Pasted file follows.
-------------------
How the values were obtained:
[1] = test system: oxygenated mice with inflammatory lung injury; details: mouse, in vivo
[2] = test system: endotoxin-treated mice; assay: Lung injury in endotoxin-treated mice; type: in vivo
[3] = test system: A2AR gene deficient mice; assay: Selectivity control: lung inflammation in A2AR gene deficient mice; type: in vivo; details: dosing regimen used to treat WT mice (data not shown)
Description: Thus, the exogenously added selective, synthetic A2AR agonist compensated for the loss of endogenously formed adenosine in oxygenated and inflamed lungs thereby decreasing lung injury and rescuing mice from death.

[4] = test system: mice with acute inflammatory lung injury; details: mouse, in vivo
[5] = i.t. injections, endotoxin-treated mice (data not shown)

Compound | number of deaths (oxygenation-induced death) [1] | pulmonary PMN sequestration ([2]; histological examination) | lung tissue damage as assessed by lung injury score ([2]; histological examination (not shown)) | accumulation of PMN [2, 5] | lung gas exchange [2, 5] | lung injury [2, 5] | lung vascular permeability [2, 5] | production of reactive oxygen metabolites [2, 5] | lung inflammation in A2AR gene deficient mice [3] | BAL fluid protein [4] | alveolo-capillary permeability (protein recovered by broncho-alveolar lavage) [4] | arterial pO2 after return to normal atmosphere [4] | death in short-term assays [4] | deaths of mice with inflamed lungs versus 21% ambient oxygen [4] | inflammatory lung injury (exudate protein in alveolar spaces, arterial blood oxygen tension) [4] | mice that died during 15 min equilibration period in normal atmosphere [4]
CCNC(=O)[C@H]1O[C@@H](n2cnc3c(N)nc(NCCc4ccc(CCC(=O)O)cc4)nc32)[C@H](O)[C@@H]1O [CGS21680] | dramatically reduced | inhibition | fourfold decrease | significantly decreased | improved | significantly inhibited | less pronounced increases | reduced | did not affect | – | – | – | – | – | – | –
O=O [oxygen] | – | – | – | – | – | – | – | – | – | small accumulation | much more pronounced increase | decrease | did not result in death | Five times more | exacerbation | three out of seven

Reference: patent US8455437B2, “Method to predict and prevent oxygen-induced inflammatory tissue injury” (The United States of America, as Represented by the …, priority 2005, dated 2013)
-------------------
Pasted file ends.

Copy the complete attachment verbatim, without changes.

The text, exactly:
How the values were obtained:
[1] = test system: oxygenated mice with inflammatory lung injury; details: mouse, in vivo
[2] = test system: endotoxin-treated mice; assay: Lung injury in endotoxin-treated mice; type: in vivo
[3] = test system: A2AR gene deficient mice; assay: Selectivity control: lung inflammation in A2AR gene deficient mice; type: in vivo; details: dosing regimen used to treat WT mice (data not shown)
Description: Thus, the exogenously added selective, synthetic A2AR agonist compensated for the loss of endogenously formed adenosine in oxygenated and inflamed lungs thereby decreasing lung injury and rescuing mice from death.

[4] = test system: mice with acute inflammatory lung injury; details: mouse, in vivo
[5] = i.t. injections, endotoxin-treated mice (data not shown)

Compound | number of deaths (oxygenation-induced death) [1] | pulmonary PMN sequestration ([2]; histological examination) | lung tissue damage as assessed by lung injury score ([2]; histological examination (not shown)) | accumulation of PMN [2, 5] | lung gas exchange [2, 5] | lung injury [2, 5] | lung vascular permeability [2, 5] | production of reactive oxygen metabolites [2, 5] | lung inflammation in A2AR gene deficient mice [3] | BAL fluid protein [4] | alveolo-capillary permeability (protein recovered by broncho-alveolar lavage) [4] | arterial pO2 after return to normal atmosphere [4] | death in short-term assays [4] | deaths of mice with inflamed lungs versus 21% ambient oxygen [4] | inflammatory lung injury (exudate protein in alveolar spaces, arterial blood oxygen tension) [4] | mice that died during 15 min equilibration period in normal atmosphere [4]
CCNC(=O)[C@H]1O[C@@H](n2cnc3c(N)nc(NCCc4ccc(CCC(=O)O)cc4)nc32)[C@H](O)[C@@H]1O [CGS21680] | dramatically reduced | inhibition | fourfold decrease | significantly decreased | improved | significantly inhibited | less pronounced increases | reduced | did not affect | – | – | – | – | – | – | –
O=O [oxygen] | – | – | – | – | – | – | – | – | – | small accumulation | much more pronounced increase | decrease | did not result in death | Five times more | exacerbation | three out of seven

Reference: patent US8455437B2, “Method to predict and prevent oxygen-induced inflammatory tissue injury” (The United States of America, as Represented by the …, priority 2005, dated 2013)